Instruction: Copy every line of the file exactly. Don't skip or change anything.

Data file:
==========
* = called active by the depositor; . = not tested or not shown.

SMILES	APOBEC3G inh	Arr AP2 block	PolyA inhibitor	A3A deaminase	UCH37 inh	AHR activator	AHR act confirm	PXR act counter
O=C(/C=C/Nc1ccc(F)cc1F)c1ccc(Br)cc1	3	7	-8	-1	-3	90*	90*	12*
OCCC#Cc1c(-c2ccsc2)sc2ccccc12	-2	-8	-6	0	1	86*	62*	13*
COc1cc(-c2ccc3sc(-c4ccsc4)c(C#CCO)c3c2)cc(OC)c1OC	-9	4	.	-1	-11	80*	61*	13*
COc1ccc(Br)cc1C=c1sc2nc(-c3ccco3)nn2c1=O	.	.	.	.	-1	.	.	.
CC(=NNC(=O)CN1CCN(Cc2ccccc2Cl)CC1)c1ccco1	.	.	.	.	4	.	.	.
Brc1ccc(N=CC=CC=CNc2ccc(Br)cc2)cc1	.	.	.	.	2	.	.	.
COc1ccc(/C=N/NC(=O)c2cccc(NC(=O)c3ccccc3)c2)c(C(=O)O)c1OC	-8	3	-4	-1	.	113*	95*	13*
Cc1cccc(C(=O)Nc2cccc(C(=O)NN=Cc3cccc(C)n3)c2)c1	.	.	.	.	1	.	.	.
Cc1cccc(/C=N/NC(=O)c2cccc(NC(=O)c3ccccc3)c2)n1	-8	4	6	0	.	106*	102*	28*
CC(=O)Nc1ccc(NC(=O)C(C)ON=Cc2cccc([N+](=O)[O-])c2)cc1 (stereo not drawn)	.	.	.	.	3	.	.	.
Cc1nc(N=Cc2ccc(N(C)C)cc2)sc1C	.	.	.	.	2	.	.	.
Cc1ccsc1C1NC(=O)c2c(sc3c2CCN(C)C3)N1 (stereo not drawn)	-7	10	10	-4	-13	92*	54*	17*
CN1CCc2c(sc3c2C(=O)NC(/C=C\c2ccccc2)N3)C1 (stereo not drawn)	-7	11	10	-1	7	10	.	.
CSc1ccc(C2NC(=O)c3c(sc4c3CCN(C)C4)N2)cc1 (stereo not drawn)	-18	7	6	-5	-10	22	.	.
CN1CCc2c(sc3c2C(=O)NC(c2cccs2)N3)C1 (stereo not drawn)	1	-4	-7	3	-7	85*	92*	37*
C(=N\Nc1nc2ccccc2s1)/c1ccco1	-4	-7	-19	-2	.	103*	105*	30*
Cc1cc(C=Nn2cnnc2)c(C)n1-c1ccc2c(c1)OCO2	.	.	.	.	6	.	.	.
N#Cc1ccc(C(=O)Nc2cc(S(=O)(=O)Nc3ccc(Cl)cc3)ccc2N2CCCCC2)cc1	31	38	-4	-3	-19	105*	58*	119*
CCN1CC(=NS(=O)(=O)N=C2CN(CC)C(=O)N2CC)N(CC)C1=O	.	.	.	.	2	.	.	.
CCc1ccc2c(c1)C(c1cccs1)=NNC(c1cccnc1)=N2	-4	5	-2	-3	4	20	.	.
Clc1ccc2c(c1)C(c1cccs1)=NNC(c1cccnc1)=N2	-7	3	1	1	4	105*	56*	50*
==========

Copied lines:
* = called active by the depositor; . = not tested or not shown.

SMILES	APOBEC3G inh	Arr AP2 block	PolyA inhibitor	A3A deaminase	UCH37 inh	AHR activator	AHR act confirm	PXR act counter
O=C(/C=C/Nc1ccc(F)cc1F)c1ccc(Br)cc1	3	7	-8	-1	-3	90*	90*	12*
OCCC#Cc1c(-c2ccsc2)sc2ccccc12	-2	-8	-6	0	1	86*	62*	13*
COc1cc(-c2ccc3sc(-c4ccsc4)c(C#CCO)c3c2)cc(OC)c1OC	-9	4	.	-1	-11	80*	61*	13*
COc1ccc(Br)cc1C=c1sc2nc(-c3ccco3)nn2c1=O	.	.	.	.	-1	.	.	.
CC(=NNC(=O)CN1CCN(Cc2ccccc2Cl)CC1)c1ccco1	.	.	.	.	4	.	.	.
Brc1ccc(N=CC=CC=CNc2ccc(Br)cc2)cc1	.	.	.	.	2	.	.	.
COc1ccc(/C=N/NC(=O)c2cccc(NC(=O)c3ccccc3)c2)c(C(=O)O)c1OC	-8	3	-4	-1	.	113*	95*	13*
Cc1cccc(C(=O)Nc2cccc(C(=O)NN=Cc3cccc(C)n3)c2)c1	.	.	.	.	1	.	.	.
Cc1cccc(/C=N/NC(=O)c2cccc(NC(=O)c3ccccc3)c2)n1	-8	4	6	0	.	106*	102*	28*
CC(=O)Nc1ccc(NC(=O)C(C)ON=Cc2cccc([N+](=O)[O-])c2)cc1 (stereo not drawn)	.	.	.	.	3	.	.	.
Cc1nc(N=Cc2ccc(N(C)C)cc2)sc1C	.	.	.	.	2	.	.	.
Cc1ccsc1C1NC(=O)c2c(sc3c2CCN(C)C3)N1 (stereo not drawn)	-7	10	10	-4	-13	92*	54*	17*
CN1CCc2c(sc3c2C(=O)NC(/C=C\c2ccccc2)N3)C1 (stereo not drawn)	-7	11	10	-1	7	10	.	.
CSc1ccc(C2NC(=O)c3c(sc4c3CCN(C)C4)N2)cc1 (stereo not drawn)	-18	7	6	-5	-10	22	.	.
CN1CCc2c(sc3c2C(=O)NC(c2cccs2)N3)C1 (stereo not drawn)	1	-4	-7	3	-7	85*	92*	37*
C(=N\Nc1nc2ccccc2s1)/c1ccco1	-4	-7	-19	-2	.	103*	105*	30*
Cc1cc(C=Nn2cnnc2)c(C)n1-c1ccc2c(c1)OCO2	.	.	.	.	6	.	.	.
N#Cc1ccc(C(=O)Nc2cc(S(=O)(=O)Nc3ccc(Cl)cc3)ccc2N2CCCCC2)cc1	31	38	-4	-3	-19	105*	58*	119*
CCN1CC(=NS(=O)(=O)N=C2CN(CC)C(=O)N2CC)N(CC)C1=O	.	.	.	.	2	.	.	.
CCc1ccc2c(c1)C(c1cccs1)=NNC(c1cccnc1)=N2	-4	5	-2	-3	4	20	.	.
Clc1ccc2c(c1)C(c1cccs1)=NNC(c1cccnc1)=N2	-7	3	1	1	4	105*	56*	50*